I was sort of at a good point to look back. I wrote my first book (“Getting America Back to Work,” with University of Minnesota economist Richard Levins), and then I thought, this is a good time to sort of define my career and try to teach my lessons and maybe inspire some young organizers, I hope, and talk to progressives in the country about the absolute necessity of organizing…

There’s probably more truth written in this book about the (AFL-CIO and Change to Win) split than has ever been written before, too. I managed the split for the AFL-CIO, the politics of it and the media of it. I thought this is a time that makes sense to draw some lessons and to talk about it… I’ve been blessed to be in the right place at the right time to watch history. This was probably the right place and the right time to record some of it.

UA: Any highlights from the split that will surprise people or pique people’s interest?

SA: One of the hardest things about the split was that it occurred at the AFL-CIO convention. I was running the floor of the convention, and I had to accept and sign for the letters of disaffiliation from my union, SEIU, and the Teamsters.

One of the unfortunate things about the split, besides the fact that it weakened us, was that it dominated labor news, and it was absolutely the wrong thing for union members and the general public to be talking about – the byzantine, arcane world inside labor. I blame myself every day that I didn’t turn more of those debates and more of those interviews into a discussion about why the labor movement is needed now more than ever and how to rebuild it, instead of just arguing about our inside business.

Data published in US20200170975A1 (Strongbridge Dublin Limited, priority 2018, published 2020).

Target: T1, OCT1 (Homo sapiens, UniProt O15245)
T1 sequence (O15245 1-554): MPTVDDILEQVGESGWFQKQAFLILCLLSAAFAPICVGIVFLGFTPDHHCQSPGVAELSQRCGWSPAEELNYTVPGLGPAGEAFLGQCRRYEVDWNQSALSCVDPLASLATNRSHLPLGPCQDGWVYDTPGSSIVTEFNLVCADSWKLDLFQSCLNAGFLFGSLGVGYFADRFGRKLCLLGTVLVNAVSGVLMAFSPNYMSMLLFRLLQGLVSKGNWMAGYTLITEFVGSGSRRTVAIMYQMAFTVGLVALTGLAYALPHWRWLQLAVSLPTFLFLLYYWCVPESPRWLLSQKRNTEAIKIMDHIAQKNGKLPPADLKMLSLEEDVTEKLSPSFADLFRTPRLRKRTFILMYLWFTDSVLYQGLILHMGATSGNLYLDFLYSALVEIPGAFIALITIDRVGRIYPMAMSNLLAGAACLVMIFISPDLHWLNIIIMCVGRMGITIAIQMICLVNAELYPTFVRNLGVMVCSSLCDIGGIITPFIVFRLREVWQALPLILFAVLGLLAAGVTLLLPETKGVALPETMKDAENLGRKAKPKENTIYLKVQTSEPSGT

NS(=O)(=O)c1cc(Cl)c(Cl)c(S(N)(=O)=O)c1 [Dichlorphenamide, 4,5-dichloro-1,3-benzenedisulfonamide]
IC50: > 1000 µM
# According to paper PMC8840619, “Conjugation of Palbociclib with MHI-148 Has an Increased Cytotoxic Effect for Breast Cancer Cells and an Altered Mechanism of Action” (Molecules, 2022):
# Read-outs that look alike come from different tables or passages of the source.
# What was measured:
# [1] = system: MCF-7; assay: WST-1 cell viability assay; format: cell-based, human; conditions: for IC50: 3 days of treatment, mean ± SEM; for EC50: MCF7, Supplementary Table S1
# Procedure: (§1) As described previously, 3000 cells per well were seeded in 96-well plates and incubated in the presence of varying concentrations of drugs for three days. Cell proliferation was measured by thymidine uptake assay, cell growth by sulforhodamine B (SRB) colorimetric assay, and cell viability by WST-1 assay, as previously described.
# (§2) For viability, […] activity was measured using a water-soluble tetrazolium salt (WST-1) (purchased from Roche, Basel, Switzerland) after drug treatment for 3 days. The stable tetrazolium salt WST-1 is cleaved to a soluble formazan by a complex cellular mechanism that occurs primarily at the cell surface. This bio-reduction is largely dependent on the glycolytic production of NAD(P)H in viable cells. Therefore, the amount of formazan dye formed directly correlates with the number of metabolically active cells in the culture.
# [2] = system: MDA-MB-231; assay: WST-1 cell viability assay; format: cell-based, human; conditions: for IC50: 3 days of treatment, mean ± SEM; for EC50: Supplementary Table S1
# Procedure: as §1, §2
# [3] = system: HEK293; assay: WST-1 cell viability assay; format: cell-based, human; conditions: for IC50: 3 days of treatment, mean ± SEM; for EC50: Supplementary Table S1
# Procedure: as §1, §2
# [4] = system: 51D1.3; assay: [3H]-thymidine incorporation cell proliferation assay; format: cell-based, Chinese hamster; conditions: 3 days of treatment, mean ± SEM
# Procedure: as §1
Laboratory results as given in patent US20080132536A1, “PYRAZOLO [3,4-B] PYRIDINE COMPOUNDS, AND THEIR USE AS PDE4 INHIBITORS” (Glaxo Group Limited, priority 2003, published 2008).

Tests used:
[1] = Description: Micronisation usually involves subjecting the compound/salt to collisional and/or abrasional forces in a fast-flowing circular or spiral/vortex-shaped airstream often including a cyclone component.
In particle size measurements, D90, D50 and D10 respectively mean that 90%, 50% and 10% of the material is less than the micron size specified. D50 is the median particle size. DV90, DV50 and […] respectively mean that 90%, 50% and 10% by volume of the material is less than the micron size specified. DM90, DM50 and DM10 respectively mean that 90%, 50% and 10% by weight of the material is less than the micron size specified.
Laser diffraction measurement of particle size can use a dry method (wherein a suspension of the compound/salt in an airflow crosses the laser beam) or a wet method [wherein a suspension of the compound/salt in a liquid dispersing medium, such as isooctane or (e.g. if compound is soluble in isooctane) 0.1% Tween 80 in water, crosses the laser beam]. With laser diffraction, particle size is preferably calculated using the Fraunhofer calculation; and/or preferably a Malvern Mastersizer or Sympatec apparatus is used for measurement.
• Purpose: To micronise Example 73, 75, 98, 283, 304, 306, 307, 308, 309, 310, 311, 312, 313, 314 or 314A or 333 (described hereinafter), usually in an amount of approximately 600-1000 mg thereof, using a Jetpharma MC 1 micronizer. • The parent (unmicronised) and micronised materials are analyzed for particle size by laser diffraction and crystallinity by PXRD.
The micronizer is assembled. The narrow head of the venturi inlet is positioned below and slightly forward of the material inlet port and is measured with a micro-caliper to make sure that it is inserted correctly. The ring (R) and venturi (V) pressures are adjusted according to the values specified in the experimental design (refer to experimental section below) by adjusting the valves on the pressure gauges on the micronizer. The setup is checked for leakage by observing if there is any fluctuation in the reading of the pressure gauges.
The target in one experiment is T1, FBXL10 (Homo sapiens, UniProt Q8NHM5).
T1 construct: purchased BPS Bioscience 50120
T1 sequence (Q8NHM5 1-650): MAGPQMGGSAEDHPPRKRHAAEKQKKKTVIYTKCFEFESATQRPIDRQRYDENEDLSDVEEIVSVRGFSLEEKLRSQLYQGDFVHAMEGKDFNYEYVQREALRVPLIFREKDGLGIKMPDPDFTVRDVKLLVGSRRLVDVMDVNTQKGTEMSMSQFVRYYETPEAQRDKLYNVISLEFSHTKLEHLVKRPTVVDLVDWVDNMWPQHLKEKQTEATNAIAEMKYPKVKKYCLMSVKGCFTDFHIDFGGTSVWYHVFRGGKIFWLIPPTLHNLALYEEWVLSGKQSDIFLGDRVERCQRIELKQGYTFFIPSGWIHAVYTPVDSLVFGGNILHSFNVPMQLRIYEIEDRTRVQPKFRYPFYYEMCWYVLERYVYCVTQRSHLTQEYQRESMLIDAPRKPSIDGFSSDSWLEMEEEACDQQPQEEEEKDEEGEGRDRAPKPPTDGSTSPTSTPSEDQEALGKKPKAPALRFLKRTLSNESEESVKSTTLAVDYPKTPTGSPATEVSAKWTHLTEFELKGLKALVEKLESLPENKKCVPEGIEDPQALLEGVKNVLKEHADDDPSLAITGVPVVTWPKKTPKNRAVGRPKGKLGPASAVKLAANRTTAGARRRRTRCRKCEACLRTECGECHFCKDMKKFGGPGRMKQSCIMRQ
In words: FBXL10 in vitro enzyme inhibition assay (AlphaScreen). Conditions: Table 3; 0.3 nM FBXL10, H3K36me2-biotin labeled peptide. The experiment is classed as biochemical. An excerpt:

UA: It’s clear that writing this book required a lot of self-reflection. How difficult was that process?

SA: It was at times a painful process. I’m 57, so I’m obviously closer to 60 than I am to 50, and it’s kind of a reminder that you don’t have that much longer. So it was a very interesting process to write, and it brought back tons of memories, most of them good, some of them not.

UA: You’ve worked at all levels of the labor movement, from local unions to the national AFL-CIO. From your standpoint, is the union movement as committed to organizing workers as it needs to be in order to survive?

SA: No, we’re not. We’re not as committed to organizing as we need to be. And that’s been a struggle for a long time. I spent 10 years working on that, and in two of those 10 years we had the greatest growth we’ve had in a generation. We know we can organize, but it’s damn hard – and it’s really damn hard in a recession.

As the organizing director, I was more concerned with systemic change that would allow workers to organize without as much retaliation and interference from the boss… It’s not enough to win one campaign at a time. We’ve got to change the terrain, we’ve got to change the climate, we’ve got to change the playing field. What stopped us (from passing the Employee Free Choice Act), frankly, were the deaths of Ted Kennedy and Robert Byrd… We just couldn’t get them to the Senate floor at the same time. I’ve lost a lot of sleep over that.


  1. […] Acuff spoke yesterday with The Union Advocate from Duluth. Read excerpts from the interview. […]

  2. […] This interview is cross-posted at The Union Advocate […]